Traffic Lights
Used for pre-assessment, student self-assessment and
even as an exit slip. Green = I know this; Yellow = I may
know this OR I partially know this; Red = I don't know this.
You can do this before a topic, during the topic and right
after the topic. You can track their progress (and so can
they). You can use coloured highlighters for this. Some also
use coloured cups on a students desk as well.
You can also laminate strips of construction paper, one of
each color (r,y,g), single-hole punch on short end, and
place on a ring. Students can then raise the appropriate
color at any point during the class. (@brandonhebert)
Google Forms
"Comments/questions/suggestions about the
lesson?" Students who normally would not
participate in class will participate virtually.
Give each student a student response system
(or clicker) or use a service like Socrative
teacher, Poll Anywhere, or Google Docs and
ask questions during class, and have students
respond individually (or in groups) to the
Use the Flubaroo script to create self-marking
quizzes that students can take for formative
feedback on their understanding.
See http://www.flubaroo.com/
Ask students questions during class. Use a
procedure for asking questions which ensures
that all students have a chance to be asked a
question, and include students who might not
otherwise participate.
Apps such as TeacherPal (free) can be used to
randomly call on students without repetition or
leaving anyone out, for those of us who can't
touch popsicle sticks.
Text the answer
Students text their answer to a site such as
Wifitti (http://goo.gl/wrxOC). It hides their actual
identity so they can be honest and not feel
Use Google Docs
Have students do their writing in Google Docs.
Either you observe their writing, or a peer does,
and gives live feedback while they are writing.
Feedback should not be "oops you made a
mistake" but "oh that's interesting, what made
you add that?"
Upload an image (like the one above via Riley
Lark) to http://activeprompt.herokuapp.com/.
Give the URL to respond to students and ask
them to place a red dot according to how they
feel. See also http://activeprompt.org.
Twitter voting
Similar to
clickers, but
much cheaper.
Set up a script
that uses
twitter to vote
and display a
graph of
results of
Back Channel
Using a program such as Todays Meet
students are able to state ideas, discuss
thinking, and share questions as a topic is
being taught. Teacher is able to quickly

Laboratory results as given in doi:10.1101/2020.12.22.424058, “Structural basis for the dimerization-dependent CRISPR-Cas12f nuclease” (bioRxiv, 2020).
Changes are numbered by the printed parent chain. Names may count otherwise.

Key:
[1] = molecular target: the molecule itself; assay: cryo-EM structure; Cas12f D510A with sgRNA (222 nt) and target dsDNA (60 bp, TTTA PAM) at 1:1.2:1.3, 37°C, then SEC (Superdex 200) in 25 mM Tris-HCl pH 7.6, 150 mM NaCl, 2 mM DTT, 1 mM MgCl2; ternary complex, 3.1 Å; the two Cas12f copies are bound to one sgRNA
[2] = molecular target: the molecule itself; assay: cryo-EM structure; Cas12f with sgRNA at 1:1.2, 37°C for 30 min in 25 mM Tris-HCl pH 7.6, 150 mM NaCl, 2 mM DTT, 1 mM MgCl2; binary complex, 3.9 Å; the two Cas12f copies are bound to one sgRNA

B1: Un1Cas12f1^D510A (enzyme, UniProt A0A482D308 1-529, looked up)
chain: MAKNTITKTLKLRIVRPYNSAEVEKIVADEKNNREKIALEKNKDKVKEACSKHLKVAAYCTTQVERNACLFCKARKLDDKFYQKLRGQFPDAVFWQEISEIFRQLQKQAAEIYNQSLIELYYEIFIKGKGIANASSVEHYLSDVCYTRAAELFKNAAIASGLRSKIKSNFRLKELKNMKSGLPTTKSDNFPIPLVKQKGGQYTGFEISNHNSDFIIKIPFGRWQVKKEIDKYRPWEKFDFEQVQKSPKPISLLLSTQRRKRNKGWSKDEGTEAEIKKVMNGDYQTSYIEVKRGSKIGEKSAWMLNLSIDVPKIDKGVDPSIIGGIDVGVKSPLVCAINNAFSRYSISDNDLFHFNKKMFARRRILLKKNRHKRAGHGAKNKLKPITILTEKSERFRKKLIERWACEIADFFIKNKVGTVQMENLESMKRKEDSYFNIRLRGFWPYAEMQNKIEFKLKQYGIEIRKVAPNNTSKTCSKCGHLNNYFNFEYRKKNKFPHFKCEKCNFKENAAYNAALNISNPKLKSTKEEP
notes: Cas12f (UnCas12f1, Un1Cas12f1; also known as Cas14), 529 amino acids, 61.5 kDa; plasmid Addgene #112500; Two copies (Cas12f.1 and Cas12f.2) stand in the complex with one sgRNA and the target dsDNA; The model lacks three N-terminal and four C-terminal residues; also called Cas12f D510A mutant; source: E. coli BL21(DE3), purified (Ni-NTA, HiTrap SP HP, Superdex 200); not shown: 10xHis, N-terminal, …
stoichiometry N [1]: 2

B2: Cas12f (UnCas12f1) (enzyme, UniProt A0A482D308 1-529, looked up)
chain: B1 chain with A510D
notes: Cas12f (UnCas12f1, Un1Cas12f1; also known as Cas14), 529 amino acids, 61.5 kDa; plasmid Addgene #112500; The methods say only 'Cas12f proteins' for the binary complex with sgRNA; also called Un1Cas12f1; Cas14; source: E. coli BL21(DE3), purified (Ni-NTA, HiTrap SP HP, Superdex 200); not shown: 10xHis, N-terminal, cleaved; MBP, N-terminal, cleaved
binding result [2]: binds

address questions, point out interesting thinking
and students are able to build on their own
understanding through the thinking of their
peers. Especially great for the shy students as
they have a voice through technology.
Cork board
Students are able to collaboratively post their
closing thoughts, ideas, questions, or
comments on a digital cork board.
As seen in:
See an example using Linoit.
(Alternative: Padlet)
Twitter Board
Students are able to summarize what is learned
from a lesson within a short sentence.
"As easy as raising your hand..."
Students can log-in to your virtual socrative
classroom. Teachers can have preposted or 'on
the spot questions' for students to respond to.
Crowd-source a presentation
Have students create a presentation, much like
this one, and offer it to their personal learning
network to edit (and their teacher). From the
edits that are made by people in their network,
students will get feedback on their work.
* This requires students to have reasonably collaborative personal learning
networks already developed.
Photos to assess learning
Chose two or three photos that represent a
process. Have students write captions for each
photo followed by a short summary.
Create a video
Students create short videos or screen-casts
where they explain their reasoning. You can
then watch what they create and see what they
are able to explain, what they omit, and what
they may not understand.
Talk to each other
Have students discuss with other how they
would accomplish a particular task, explain a
specific idea, or talk about some knowledge
they have gained. Your job as teacher is to
walk around the room and listen in on the
student conversations.
Partner Quizzes
Kids work on the first question together and
provide each other with feedback, then work
independently on a new question covering
same concept.
Teach younger kids
Have your students teach younger students (or
act as tutors) the basic concepts in an area with
which they should be very familiar. Check in
with both sets of students to see how well the
tutoring worked. Use this to inform your
instruction for the older students and the
younger students.
Rotate groups
Have students work in stations, and rotate
through the stations. In small groups, supervise
an activity (or a discussion) and assess
students in the small groups, and provide
everyone in the group with feedback relevant to
the discussion.
Mazur's ConcepTest and
Using cards, poll, clickers etc for a multiple
choice question to check for understanding and
think-pair-share to discuss with others.
See http://serc.carleton.edu/introgeo/interactive/conctest.html
Jigsaw Groups
Groups work on a different section of a text and
become experts on that section. Then
restructure the groups so each new group has
a member that read a different section of the
text. Each expert will share their work with the
rest of the students.
Answer the LEQ
Can the students answer the Essential
Question from the lesson (either verbally or
Raised hands
When you ask questions in class, watch
carefully to see who raises their hands (make
sure to give sufficient wait time for your
questions). This may indicate who understands
the material, and who does not, however
sometimes people understand and just do not
want to answer.
Have students explain to you how they know
something is true. Try and see from their
explanation if they have any misconceptions.
Make predictions
Have students make a prediction about an
experiment or class demo and explain their
reasoning. After performing the experiment or
demo, discuss why their predictions were
If grading the assignment (such as a lab
report), base the grade on final conclusion, not
Write descriptive comments on student work
helping them see how they can improve their
work or what they've done that really worked for
After the students have finished a writing
assignment, let them evaluate themselves
using the same matrix you do. Discuss their
self evaluation.